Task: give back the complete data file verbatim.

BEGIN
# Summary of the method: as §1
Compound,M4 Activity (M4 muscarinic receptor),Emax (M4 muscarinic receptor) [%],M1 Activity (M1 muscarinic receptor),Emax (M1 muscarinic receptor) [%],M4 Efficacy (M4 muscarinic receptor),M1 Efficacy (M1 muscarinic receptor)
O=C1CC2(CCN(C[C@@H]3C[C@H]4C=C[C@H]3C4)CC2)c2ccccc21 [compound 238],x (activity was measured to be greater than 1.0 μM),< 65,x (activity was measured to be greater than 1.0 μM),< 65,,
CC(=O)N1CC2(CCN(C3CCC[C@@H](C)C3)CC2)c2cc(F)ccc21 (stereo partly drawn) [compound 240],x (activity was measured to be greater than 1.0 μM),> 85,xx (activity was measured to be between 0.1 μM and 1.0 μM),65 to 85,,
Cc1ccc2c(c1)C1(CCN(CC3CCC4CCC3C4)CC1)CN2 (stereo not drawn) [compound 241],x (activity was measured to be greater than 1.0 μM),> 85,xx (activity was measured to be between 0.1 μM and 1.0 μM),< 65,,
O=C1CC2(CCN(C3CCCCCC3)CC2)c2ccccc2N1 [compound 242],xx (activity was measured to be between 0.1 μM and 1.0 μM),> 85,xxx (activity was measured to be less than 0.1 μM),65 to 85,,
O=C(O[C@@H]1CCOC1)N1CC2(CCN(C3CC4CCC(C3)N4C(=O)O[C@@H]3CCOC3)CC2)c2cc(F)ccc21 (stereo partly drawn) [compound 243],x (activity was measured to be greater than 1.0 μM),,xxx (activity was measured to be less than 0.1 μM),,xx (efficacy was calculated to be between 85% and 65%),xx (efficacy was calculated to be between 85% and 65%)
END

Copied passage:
# Summary of the method: as §1
Compound,M4 Activity (M4 muscarinic receptor),Emax (M4 muscarinic receptor) [%],M1 Activity (M1 muscarinic receptor),Emax (M1 muscarinic receptor) [%],M4 Efficacy (M4 muscarinic receptor),M1 Efficacy (M1 muscarinic receptor)
O=C1CC2(CCN(C[C@@H]3C[C@H]4C=C[C@H]3C4)CC2)c2ccccc21 [compound 238],x (activity was measured to be greater than 1.0 μM),< 65,x (activity was measured to be greater than 1.0 μM),< 65,,
CC(=O)N1CC2(CCN(C3CCC[C@@H](C)C3)CC2)c2cc(F)ccc21 (stereo partly drawn) [compound 240],x (activity was measured to be greater than 1.0 μM),> 85,xx (activity was measured to be between 0.1 μM and 1.0 μM),65 to 85,,
Cc1ccc2c(c1)C1(CCN(CC3CCC4CCC3C4)CC1)CN2 (stereo not drawn) [compound 241],x (activity was measured to be greater than 1.0 μM),> 85,xx (activity was measured to be between 0.1 μM and 1.0 μM),< 65,,
O=C1CC2(CCN(C3CCCCCC3)CC2)c2ccccc2N1 [compound 242],xx (activity was measured to be between 0.1 μM and 1.0 μM),> 85,xxx (activity was measured to be less than 0.1 μM),65 to 85,,
O=C(O[C@@H]1CCOC1)N1CC2(CCN(C3CC4CCC(C3)N4C(=O)O[C@@H]3CCOC3)CC2)c2cc(F)ccc21 (stereo partly drawn) [compound 243],x (activity was measured to be greater than 1.0 μM),,xxx (activity was measured to be less than 0.1 μM),,xx (efficacy was calculated to be between 85% and 65%),xx (efficacy was calculated to be between 85% and 65%)